Perhaps what we need is acceptance that what qualifies as ‘dressed-up’ to most is normality to others.  Perhaps our eyes need to be readjusted/retrained into seeing a hat for instance for what it is; a hat and not ‘that crazy accessory that eccentric woman is wearing.’  You might say this is all subjective and dependent on who we are talking about but I know that a certain ‘decorum of dress’ exists and I know people use it to heap judgement upon others.  It is no wonder that fashion is feared when the industry have people that people take pleasure in uttering ‘WHAT is she wearing?’ in disgusted tones, yet those same people will happily declare a John Galliano collection as genius.   

As usual, my rant has become convoluted, but faced with so many points to make, it can’t be anything but confusing.  I guess in my head, I’m thinking that we have nearly reached the point whereby we are ushering in this new mood of ‘dressing-up’ but perhaps we don’t have to call it that anymore when for most, it’s just ‘getting dressed’.

I know it’s a little too early to say but I’m thinking Jil Sander is ranking high up there in the chart of top 10 collections of SS08 for me.  Raf Simons is taking the label outside of the boxed-in attitude and there’s a definite intent to expand the Sander clientale as well as trying to keep them happy.  The sillhouettes are still sharp with the ultra short boleros and skinny skinny trousers but there’s an overall softening up of the ‘strict and restrained’ qualities that Jil Sander is known for. 

Who knew all that chiffon and sheerness could look that sleek as opposed to ‘pretty’ and ‘goddess-like’?  Stiff voiles, organzas and sheer chiffon are all materials that I’m looking at with a twinkle in the eye for the new season.  I guess the sheer A-line skirt at Miu Miu AW07-8 started that curiosity within me.  The contrast between heavily opaque and delicately sheer is balanced skillfully by Simons.   

I’m also impressed with Raf Simons’ choice of palette.  Style.com claims the colours are ‘unlikely to hit the spot at retail’ but in my books, his colours of the sky would be hard to resist in person.  The combination of the pastels and vibrant, light and dark all works because he sticks to a few base colours and because he has paired sherbet orange with pale blue, I’m re-assessing the former colour even though I never would have considered it before.  In short though, who wouldn’t want to be wearing a bit of sky?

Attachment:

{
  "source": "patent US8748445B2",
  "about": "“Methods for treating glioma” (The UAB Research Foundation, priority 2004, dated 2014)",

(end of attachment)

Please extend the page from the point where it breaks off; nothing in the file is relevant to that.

Etsy used to be THE place to find a cheap thrill or two that has that ‘This is home-made’ quality, but the bar has been significantly raised of late and you’re getting incredible things surface that are of course, that touch pricier.  The thing I love about Etsy is the one-on-one communication between buyer and seller that is a a lot more personal than buying from online merchants of even eBay.  Just the general nature of sellers aiming to please makes Etsy a lot more pleasurable.  The banter between buyer and seller has extended to doing custom made pieces such as this ‘Hepburn’ dress that is made-to-measure by Seed Clothing who are based in LA.  On a separate note, this is running in the opposite direction of fast in-and-out fashion, and I predict the market for bespoke, tailored and made-to-fit will creep up slowly and perhaps soon we shall all be making weekly trips to the ‘dressmakers’ just as we did 100 years ago (or even 50 depending on how staunchly traditional you were…).

After YSL’s launch of Edition 24 (the 50-style line of YSL essentials), I’ve been motivated on working on putting together my own collection of essentials and have in fact ticked off most boxes (susprisingly seeing as I’ve never been one to accumulate ‘essentials’).  However, the perfect all-occasions, dress-up, dress-down dress hasn’t found it’s way over to me and the Hepburn is well on its way to getting that box ticked.  It’s made out of a gray slate fabric (a colour that would get more wears than others… well at least for me…) that apparently looks better the more wrinkled it gets.  All the better to shove it in my tote for latter-day changing.  I love how the Hepburn name points to the dress’ classic qualities rather than actually emulating Audrey Hepburn’s style with the hard to date slight A-line shape and centre tuck.  Finding an essential on Etsy was not something I expected at all….